These companies are so big, so important, and so integrated into our lives that I honestly don’t think anything can be done at this point. I’m very much against regulation of businesses and I promote self-regulation and responsibility. But I see a major concentration-of-power issue across America. Between Google, Facebook, the world’s largest retailer Amazon, and Apple, America’s biggest company, our lives are deeply influenced by their actions and their personal opinions, and there is nowhere else of substance to go, and each of the leaders of these companies have spoken about their agendas for America.
Amazon already owns the Washington Post, which carries great influence in Washington, and they are doing coding for the CIA because they do it better than others. Heaven forbid the FCC were to grant these giants our radio and TV licenses, or allow them to purchase iHeart or Cumulus, though frankly, I doubt they feel they want or need them because they are already in every household.
In the past, the Federal Trade Commission has broken up companies, which got too large and had no competition. There is competition, for each of these, just not viable competition. And though people can switch to Bing for search, or some lame social media site, they don’t have the scale and amazing capability.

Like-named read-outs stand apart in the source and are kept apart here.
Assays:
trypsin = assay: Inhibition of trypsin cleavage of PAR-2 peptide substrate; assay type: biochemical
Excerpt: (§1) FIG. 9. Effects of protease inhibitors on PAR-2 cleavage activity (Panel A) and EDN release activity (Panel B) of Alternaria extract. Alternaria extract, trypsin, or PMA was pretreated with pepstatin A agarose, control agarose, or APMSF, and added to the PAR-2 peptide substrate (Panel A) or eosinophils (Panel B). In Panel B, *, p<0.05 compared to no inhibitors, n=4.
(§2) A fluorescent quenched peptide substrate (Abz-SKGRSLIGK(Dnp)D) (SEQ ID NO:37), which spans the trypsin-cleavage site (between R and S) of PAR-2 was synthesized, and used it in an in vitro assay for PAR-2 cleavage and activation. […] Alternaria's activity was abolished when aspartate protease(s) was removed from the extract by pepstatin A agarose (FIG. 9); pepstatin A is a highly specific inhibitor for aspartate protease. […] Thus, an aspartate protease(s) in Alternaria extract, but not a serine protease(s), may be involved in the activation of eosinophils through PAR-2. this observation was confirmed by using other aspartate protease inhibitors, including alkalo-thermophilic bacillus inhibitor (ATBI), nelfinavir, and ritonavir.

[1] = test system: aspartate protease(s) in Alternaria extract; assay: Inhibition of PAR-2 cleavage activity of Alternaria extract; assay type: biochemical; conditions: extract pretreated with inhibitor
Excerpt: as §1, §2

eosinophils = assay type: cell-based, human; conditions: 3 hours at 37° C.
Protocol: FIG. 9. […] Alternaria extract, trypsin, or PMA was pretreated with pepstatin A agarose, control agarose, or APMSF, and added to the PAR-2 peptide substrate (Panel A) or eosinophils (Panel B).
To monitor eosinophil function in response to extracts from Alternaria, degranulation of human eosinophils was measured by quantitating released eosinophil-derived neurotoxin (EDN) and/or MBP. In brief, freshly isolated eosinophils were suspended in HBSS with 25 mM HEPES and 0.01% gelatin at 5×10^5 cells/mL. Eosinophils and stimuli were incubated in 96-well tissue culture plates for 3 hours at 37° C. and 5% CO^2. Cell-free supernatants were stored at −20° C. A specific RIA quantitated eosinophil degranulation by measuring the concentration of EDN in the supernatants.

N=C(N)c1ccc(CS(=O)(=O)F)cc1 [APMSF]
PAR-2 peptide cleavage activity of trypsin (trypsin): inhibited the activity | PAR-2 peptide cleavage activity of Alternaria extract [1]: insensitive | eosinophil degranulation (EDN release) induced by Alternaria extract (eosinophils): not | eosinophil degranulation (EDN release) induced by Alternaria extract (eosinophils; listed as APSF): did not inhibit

I honestly don’t know the solution to this problem; I don’t know that regulation would matter. No one in Congress would be able to know if some “rogue” coder somewhere was implementing her own strategy into algorithms if quietly asked by their boss’s boss. Frankly Congress’ questions to Mark Zuckerberg were an embarrassment because they clearly don’t understand what they really do.
It’s pretty clear that Facebook and Google have demonstrated that they are willing to control what they don’t like. And that is a slap in the face to free speech.
Like them or not, every wackjob has their right to say what they want, which is very American. I don’t know Google or Facebook are in the FCC’s area of purview, but this is a concentration-of-power concern, and even more reason not to allow further deregulation of radio or TV. Differing opinions have always driven America. I believe in the rights of these great giants to believe what they want, to the extent they don’t push it on the rest of us overtly or quietly.
Eric Rhoads is Chairman of Radio Ink Magazine and can be reached at firstname.lastname@example.org